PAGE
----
Defibrillator, quick action save man at Israeli water park

“I was at the clinic right next to the locker room when people came and called me to take care of a man who had collapsed.”

July 24, 2017 03:47
1 minute read.

Defibrillator. (photo credit: Wikimedia Commons)


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The presence and quick use of an automatic defibrillator at the water park in Reut saved the life of a man in his 60s who suffered a heart attack last week. Omer Hess, a medic in the park, along with Magen David Adom paramedic Dr. Eli Yaffe, used the device to restart his heart when he was in the changing room after engaging in physical activity.

“I was at the clinic right next to the locker room when people came and called me to take care of a man who had collapsed,” said Hess. “I immediately took the resuscitation bag and the defibrillator in the water park and ran to the place. We performed cardiopulmonary resuscitation (CPR) that included electric shocks and heart massages until we felt his pulse. When he regained consciousness and started talking to me, it was the happiest moment of my life.”

Dr. Eli Yaffe was training at the water park’s gym. “When I was on the treadmill, I received an alert in the MDA app for a case of cardiac arrest in the area where I was located. I ran to the spot and saw Omer start cardiopulmonary resuscitation. Giving cardiac massages, electric shocks and medication increase the chances of a person in cardiac arrest of surviving the event without brain damage,” he said.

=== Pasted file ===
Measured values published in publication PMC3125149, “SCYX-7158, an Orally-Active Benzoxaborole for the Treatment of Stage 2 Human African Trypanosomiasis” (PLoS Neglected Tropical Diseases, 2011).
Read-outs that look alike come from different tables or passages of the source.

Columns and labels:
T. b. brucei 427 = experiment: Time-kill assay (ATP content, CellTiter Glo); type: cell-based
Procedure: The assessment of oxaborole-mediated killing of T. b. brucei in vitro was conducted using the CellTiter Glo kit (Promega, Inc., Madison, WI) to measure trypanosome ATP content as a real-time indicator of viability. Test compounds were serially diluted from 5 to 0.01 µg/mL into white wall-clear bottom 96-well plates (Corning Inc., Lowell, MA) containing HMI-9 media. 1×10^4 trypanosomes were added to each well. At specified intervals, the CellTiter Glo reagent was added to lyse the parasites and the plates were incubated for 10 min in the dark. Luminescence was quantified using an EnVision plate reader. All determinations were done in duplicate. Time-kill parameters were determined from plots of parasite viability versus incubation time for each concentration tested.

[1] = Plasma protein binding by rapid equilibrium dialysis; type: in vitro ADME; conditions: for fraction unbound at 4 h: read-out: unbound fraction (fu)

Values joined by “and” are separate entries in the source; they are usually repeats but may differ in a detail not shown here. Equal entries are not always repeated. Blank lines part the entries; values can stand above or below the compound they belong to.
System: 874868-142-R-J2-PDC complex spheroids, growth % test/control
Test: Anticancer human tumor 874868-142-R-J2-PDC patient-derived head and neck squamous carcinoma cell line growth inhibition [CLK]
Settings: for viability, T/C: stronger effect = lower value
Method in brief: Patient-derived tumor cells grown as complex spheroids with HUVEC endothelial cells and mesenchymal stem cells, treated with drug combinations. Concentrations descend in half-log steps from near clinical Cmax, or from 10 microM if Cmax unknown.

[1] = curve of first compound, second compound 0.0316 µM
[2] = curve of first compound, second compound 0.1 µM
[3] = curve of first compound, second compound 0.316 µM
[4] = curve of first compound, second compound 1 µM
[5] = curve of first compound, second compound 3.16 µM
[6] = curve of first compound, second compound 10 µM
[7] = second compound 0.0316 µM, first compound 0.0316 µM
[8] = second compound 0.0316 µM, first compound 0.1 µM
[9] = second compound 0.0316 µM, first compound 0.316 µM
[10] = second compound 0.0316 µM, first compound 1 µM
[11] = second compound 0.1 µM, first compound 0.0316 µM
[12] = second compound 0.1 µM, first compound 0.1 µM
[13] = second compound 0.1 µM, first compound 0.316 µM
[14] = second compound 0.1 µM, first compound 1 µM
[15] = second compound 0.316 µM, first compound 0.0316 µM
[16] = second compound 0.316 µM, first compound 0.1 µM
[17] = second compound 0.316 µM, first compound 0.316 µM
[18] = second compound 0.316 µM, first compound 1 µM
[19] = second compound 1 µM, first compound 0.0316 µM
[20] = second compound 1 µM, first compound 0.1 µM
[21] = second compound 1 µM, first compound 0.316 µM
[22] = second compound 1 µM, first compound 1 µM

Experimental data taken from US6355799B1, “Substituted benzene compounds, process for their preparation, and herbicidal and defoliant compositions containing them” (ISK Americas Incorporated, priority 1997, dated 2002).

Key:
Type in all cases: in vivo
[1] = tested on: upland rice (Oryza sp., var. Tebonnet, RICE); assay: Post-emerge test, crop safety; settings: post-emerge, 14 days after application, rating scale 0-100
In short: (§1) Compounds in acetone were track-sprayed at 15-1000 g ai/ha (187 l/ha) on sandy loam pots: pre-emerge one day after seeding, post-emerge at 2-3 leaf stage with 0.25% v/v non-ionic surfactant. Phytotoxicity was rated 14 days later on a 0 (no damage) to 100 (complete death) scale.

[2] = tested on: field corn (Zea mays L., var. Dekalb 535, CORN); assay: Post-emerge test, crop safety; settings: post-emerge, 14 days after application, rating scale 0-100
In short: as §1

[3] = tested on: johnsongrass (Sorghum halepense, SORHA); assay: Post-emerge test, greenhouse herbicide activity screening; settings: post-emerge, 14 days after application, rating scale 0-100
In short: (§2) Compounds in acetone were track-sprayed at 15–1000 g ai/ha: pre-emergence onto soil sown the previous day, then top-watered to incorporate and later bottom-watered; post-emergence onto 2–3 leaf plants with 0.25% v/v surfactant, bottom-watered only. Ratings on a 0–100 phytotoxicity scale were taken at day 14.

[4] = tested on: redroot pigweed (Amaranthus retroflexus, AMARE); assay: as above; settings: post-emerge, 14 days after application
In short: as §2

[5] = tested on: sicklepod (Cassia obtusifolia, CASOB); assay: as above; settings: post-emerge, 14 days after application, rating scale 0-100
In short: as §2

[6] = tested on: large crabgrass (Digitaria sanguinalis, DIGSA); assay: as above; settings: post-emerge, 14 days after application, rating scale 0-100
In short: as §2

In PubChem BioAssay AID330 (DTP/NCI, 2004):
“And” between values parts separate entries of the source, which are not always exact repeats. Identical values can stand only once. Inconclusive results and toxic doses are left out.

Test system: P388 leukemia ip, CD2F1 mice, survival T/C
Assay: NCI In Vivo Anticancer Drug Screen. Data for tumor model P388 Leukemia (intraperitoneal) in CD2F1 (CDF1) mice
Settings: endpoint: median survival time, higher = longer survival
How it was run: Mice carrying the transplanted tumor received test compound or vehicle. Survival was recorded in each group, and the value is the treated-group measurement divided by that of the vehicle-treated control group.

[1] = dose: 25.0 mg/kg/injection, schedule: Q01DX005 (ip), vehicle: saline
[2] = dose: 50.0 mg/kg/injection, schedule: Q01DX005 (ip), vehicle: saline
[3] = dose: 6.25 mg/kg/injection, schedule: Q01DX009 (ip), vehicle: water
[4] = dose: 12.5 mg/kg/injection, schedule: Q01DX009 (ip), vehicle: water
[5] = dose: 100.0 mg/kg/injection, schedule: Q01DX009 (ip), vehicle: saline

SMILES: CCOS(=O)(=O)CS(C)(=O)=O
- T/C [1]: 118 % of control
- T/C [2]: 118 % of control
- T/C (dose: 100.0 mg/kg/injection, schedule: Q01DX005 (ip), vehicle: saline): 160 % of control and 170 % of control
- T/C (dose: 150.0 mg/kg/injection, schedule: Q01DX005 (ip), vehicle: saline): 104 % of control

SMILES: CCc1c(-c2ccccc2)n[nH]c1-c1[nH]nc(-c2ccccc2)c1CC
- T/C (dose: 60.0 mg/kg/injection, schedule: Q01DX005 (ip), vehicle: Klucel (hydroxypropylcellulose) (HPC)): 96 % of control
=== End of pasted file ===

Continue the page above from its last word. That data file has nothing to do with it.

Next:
MDA’s mobile intensive care unit arrived at the scene, continued with the medical treatment, contacted a hospital cardiologist, sent in an electrocardiogram chart, and after coordination, evacuated the patient directly to the catheterization room when he was fully conscious.

Although a law requiring the installation of defibrillators in public places was passed eight years ago, many facilities still lack the devices.

The 2009 law requires all public places with at least 500 customers or visitors daily to purchase and install automatic defibrillators.

The law established joint responsibility for implementation, with the Health Ministry preparing regulations dealing with the medical aspects and the Economy Ministry dealing with the technical aspects determining which public spaces had to purchase them, training staffers to use them at each workplace, deciding where on the premises to install them and taking care of supervision and enforcement.

While there was some coordination between the ministries, the division of responsibility resulted in red tape that has delayed the installation of the devices

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